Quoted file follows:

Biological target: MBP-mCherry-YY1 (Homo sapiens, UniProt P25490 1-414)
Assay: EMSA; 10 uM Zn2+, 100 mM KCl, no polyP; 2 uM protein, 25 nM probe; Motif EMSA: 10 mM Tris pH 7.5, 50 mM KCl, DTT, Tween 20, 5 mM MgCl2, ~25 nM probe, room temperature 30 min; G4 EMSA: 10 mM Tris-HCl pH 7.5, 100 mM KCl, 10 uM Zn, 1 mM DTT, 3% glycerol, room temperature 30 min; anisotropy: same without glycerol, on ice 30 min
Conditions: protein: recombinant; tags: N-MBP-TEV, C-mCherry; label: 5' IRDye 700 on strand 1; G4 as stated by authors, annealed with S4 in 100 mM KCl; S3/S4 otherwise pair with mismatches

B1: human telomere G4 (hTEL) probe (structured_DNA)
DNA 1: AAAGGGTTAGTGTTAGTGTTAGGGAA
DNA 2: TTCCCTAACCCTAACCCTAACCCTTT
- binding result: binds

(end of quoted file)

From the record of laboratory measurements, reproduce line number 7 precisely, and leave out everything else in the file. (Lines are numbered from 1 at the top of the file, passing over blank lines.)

- binding result: binds